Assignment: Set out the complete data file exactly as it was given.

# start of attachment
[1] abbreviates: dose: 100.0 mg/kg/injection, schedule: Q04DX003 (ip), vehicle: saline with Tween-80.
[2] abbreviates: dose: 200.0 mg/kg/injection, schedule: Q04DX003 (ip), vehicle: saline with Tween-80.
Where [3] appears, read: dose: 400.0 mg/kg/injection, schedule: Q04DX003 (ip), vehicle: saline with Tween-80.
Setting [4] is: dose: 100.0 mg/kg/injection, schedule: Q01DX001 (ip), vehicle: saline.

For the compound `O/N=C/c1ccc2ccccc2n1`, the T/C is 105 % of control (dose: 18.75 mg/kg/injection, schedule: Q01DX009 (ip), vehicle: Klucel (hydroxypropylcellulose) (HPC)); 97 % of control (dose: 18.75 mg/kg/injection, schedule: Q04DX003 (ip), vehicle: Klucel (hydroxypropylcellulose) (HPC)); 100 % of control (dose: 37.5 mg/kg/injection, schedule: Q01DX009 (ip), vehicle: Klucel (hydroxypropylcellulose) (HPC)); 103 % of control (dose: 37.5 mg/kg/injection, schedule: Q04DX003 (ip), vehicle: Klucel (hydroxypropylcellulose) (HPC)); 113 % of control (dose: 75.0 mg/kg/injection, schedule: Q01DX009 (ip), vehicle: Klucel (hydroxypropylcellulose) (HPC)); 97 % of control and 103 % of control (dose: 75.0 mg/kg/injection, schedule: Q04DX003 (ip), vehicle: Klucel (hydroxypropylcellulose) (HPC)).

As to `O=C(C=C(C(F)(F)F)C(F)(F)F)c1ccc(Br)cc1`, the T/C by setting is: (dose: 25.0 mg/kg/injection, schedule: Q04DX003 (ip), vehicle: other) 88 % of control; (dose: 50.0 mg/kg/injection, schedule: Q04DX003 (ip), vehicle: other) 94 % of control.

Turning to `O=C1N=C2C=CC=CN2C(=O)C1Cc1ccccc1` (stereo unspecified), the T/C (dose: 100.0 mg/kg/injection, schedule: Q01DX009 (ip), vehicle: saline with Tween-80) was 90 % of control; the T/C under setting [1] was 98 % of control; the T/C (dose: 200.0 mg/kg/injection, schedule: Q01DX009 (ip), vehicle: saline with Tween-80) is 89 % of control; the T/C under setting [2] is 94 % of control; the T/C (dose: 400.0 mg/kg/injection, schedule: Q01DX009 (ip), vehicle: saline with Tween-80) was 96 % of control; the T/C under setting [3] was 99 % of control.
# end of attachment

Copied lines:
[1] abbreviates: dose: 100.0 mg/kg/injection, schedule: Q04DX003 (ip), vehicle: saline with Tween-80.
[2] abbreviates: dose: 200.0 mg/kg/injection, schedule: Q04DX003 (ip), vehicle: saline with Tween-80.
Where [3] appears, read: dose: 400.0 mg/kg/injection, schedule: Q04DX003 (ip), vehicle: saline with Tween-80.
Setting [4] is: dose: 100.0 mg/kg/injection, schedule: Q01DX001 (ip), vehicle: saline.

For the compound `O/N=C/c1ccc2ccccc2n1`, the T/C is 105 % of control (dose: 18.75 mg/kg/injection, schedule: Q01DX009 (ip), vehicle: Klucel (hydroxypropylcellulose) (HPC)); 97 % of control (dose: 18.75 mg/kg/injection, schedule: Q04DX003 (ip), vehicle: Klucel (hydroxypropylcellulose) (HPC)); 100 % of control (dose: 37.5 mg/kg/injection, schedule: Q01DX009 (ip), vehicle: Klucel (hydroxypropylcellulose) (HPC)); 103 % of control (dose: 37.5 mg/kg/injection, schedule: Q04DX003 (ip), vehicle: Klucel (hydroxypropylcellulose) (HPC)); 113 % of control (dose: 75.0 mg/kg/injection, schedule: Q01DX009 (ip), vehicle: Klucel (hydroxypropylcellulose) (HPC)); 97 % of control and 103 % of control (dose: 75.0 mg/kg/injection, schedule: Q04DX003 (ip), vehicle: Klucel (hydroxypropylcellulose) (HPC)).

As to `O=C(C=C(C(F)(F)F)C(F)(F)F)c1ccc(Br)cc1`, the T/C by setting is: (dose: 25.0 mg/kg/injection, schedule: Q04DX003 (ip), vehicle: other) 88 % of control; (dose: 50.0 mg/kg/injection, schedule: Q04DX003 (ip), vehicle: other) 94 % of control.

Turning to `O=C1N=C2C=CC=CN2C(=O)C1Cc1ccccc1` (stereo unspecified), the T/C (dose: 100.0 mg/kg/injection, schedule: Q01DX009 (ip), vehicle: saline with Tween-80) was 90 % of control; the T/C under setting [1] was 98 % of control; the T/C (dose: 200.0 mg/kg/injection, schedule: Q01DX009 (ip), vehicle: saline with Tween-80) is 89 % of control; the T/C under setting [2] is 94 % of control; the T/C (dose: 400.0 mg/kg/injection, schedule: Q01DX009 (ip), vehicle: saline with Tween-80) was 96 % of control; the T/C under setting [3] was 99 % of control.